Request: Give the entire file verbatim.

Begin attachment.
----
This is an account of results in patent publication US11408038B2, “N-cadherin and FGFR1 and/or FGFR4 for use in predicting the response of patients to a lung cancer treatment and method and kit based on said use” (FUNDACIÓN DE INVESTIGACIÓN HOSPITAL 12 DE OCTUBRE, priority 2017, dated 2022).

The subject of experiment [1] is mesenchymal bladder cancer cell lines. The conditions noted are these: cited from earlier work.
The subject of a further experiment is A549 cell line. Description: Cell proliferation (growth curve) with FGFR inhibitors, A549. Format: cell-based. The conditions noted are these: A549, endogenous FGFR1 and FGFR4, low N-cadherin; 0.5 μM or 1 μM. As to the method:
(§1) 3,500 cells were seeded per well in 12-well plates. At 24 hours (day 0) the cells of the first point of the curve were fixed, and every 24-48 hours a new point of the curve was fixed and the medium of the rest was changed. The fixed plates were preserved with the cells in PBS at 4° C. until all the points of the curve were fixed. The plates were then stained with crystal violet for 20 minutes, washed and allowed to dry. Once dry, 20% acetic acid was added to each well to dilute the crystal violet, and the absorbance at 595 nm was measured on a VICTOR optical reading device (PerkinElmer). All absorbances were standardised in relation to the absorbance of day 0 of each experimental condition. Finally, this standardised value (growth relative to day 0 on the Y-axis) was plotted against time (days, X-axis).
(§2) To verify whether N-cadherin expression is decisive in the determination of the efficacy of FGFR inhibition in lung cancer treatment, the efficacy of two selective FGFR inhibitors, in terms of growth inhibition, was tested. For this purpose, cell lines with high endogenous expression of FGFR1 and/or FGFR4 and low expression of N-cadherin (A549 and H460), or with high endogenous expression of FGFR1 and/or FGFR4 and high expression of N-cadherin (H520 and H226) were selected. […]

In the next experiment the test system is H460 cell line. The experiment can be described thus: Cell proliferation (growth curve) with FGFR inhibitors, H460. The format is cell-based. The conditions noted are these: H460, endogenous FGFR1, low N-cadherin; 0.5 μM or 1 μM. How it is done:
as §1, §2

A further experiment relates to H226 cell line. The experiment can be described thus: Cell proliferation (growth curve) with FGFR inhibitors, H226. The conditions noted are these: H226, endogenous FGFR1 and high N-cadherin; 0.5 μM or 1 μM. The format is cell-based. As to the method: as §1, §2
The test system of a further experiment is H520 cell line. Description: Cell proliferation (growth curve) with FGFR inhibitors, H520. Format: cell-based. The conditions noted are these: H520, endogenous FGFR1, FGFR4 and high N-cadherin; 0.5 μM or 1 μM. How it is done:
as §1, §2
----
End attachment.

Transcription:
This is an account of results in patent publication US11408038B2, “N-cadherin and FGFR1 and/or FGFR4 for use in predicting the response of patients to a lung cancer treatment and method and kit based on said use” (FUNDACIÓN DE INVESTIGACIÓN HOSPITAL 12 DE OCTUBRE, priority 2017, dated 2022).

The subject of experiment [1] is mesenchymal bladder cancer cell lines. The conditions noted are these: cited from earlier work.
The subject of a further experiment is A549 cell line. Description: Cell proliferation (growth curve) with FGFR inhibitors, A549. Format: cell-based. The conditions noted are these: A549, endogenous FGFR1 and FGFR4, low N-cadherin; 0.5 μM or 1 μM. As to the method:
(§1) 3,500 cells were seeded per well in 12-well plates. At 24 hours (day 0) the cells of the first point of the curve were fixed, and every 24-48 hours a new point of the curve was fixed and the medium of the rest was changed. The fixed plates were preserved with the cells in PBS at 4° C. until all the points of the curve were fixed. The plates were then stained with crystal violet for 20 minutes, washed and allowed to dry. Once dry, 20% acetic acid was added to each well to dilute the crystal violet, and the absorbance at 595 nm was measured on a VICTOR optical reading device (PerkinElmer). All absorbances were standardised in relation to the absorbance of day 0 of each experimental condition. Finally, this standardised value (growth relative to day 0 on the Y-axis) was plotted against time (days, X-axis).
(§2) To verify whether N-cadherin expression is decisive in the determination of the efficacy of FGFR inhibition in lung cancer treatment, the efficacy of two selective FGFR inhibitors, in terms of growth inhibition, was tested. For this purpose, cell lines with high endogenous expression of FGFR1 and/or FGFR4 and low expression of N-cadherin (A549 and H460), or with high endogenous expression of FGFR1 and/or FGFR4 and high expression of N-cadherin (H520 and H226) were selected. […]

In the next experiment the test system is H460 cell line. The experiment can be described thus: Cell proliferation (growth curve) with FGFR inhibitors, H460. The format is cell-based. The conditions noted are these: H460, endogenous FGFR1, low N-cadherin; 0.5 μM or 1 μM. How it is done:
as §1, §2

A further experiment relates to H226 cell line. The experiment can be described thus: Cell proliferation (growth curve) with FGFR inhibitors, H226. The conditions noted are these: H226, endogenous FGFR1 and high N-cadherin; 0.5 μM or 1 μM. The format is cell-based. As to the method: as §1, §2
The test system of a further experiment is H520 cell line. Description: Cell proliferation (growth curve) with FGFR inhibitors, H520. Format: cell-based. The conditions noted are these: H520, endogenous FGFR1, FGFR4 and high N-cadherin; 0.5 μM or 1 μM. How it is done:
as §1, §2